May 29, 1998
BUCHAREST, Romania (AP) - At 33, Gheorghe Hagi's skills have ``matured''. He is now as highly praised for his tactical as his technical ability.
Yet despite his age, the man dubbed the ``Maradona of the Carpathians'' isn't yet ready to follow his namesake into retirement, or head for the hills of his nickname.
The captain and brain, if not the inspiration, of the Romanian national side, has possibly the most storied career of any player from his nation.
And the man known to 23 million Romanians simply as Gica isn't quite ready to dis-appear into the Carpathian Mountains.
Despite a recent lackluster form by both him and Romania, he still garners respect for for his ability to coordinate and a hard left foot on free kicks.
In 109 games for Romania, a record 46 of them as captain, he has 32 goals.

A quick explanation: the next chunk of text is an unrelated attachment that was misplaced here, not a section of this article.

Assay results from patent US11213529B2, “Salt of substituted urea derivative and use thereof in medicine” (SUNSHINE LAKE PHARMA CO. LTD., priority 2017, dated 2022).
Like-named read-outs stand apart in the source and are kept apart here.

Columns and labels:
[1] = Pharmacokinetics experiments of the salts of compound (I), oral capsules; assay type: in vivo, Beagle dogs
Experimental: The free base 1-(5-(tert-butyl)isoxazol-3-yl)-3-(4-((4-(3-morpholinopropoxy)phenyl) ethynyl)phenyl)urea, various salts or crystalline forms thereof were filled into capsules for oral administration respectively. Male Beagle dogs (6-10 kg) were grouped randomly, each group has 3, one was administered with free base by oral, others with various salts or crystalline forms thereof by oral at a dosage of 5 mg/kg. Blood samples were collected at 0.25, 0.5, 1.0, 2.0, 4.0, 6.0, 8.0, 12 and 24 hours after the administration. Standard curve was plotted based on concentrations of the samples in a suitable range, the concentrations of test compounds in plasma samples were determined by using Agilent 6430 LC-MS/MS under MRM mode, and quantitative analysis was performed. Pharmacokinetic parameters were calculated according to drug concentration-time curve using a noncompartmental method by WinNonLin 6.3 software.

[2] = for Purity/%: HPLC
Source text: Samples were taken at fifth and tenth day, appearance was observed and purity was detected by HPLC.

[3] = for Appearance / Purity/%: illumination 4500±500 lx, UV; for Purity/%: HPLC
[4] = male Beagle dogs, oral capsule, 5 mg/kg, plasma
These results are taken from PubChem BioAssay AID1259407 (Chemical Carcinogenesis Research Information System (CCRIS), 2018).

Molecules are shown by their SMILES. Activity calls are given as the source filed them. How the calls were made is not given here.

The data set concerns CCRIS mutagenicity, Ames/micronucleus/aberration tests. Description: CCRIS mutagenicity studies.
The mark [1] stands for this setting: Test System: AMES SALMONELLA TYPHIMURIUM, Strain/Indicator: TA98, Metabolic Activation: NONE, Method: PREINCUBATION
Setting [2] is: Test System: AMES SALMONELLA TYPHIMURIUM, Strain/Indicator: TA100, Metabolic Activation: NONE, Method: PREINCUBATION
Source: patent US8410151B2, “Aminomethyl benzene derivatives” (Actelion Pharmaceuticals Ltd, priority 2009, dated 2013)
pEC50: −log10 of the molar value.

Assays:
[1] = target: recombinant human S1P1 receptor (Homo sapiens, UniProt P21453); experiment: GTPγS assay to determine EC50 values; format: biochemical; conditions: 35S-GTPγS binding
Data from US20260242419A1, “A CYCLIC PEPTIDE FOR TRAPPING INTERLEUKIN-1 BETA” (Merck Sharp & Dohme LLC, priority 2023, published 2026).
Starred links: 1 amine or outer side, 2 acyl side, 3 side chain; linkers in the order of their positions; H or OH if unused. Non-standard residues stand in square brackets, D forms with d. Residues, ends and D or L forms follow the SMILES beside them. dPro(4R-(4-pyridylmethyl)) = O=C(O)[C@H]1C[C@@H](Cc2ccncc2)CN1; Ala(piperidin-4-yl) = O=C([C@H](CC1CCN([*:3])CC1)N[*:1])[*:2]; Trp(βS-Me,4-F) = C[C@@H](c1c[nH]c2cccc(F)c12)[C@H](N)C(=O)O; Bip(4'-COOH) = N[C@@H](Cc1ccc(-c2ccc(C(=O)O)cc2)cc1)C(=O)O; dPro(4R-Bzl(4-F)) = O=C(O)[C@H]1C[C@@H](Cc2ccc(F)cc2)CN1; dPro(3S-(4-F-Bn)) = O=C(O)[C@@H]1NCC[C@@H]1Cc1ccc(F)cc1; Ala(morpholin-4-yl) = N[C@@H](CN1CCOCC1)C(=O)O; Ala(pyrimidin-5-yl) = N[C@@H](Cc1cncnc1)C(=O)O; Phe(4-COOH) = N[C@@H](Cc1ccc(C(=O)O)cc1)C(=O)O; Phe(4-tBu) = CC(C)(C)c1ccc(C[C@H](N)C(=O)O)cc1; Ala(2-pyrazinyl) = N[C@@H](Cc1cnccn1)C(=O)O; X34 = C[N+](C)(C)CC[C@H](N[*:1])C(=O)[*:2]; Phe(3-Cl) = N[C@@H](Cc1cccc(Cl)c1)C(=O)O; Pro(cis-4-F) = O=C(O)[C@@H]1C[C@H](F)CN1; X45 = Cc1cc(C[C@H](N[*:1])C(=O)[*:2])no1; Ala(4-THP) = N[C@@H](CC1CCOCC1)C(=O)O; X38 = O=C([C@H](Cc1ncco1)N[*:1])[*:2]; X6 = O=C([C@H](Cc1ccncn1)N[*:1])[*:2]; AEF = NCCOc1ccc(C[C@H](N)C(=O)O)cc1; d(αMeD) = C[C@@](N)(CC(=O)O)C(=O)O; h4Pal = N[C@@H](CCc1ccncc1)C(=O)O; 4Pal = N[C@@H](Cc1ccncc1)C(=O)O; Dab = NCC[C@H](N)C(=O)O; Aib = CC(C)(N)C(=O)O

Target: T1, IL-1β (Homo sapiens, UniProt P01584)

With club team Galatasaray of Turkey, where he plays with fellow Romanian national teamers Gheorghe Popescu and Iulian Filipescu, Hagi has won two league titles. He charachterizes his play there as ``well, very well with some down patches.''
Hagi was the first Romanian player to leave the country following the 1989 anti-communist revolution which knocked down political and sport barriers.
He joined one of Real Madrid for a $4 million transfer fee - a high amount for an Eastern European -but had two consecutive disappointing seasons in the Spanish league and was transferred to Italy's Brescia, where he stayed for two seasons.
After the 1994 World Cup when Romania was ousted by Sweden in the quarterfinals, Hagi went to FC Barcelona for two years before going to Galatasaray.
The reputation of Romania's top playmaker has long been tarnished by inconsistency, although his left foot has been often compared to the magic left of Argentine superstar Diego Maradona.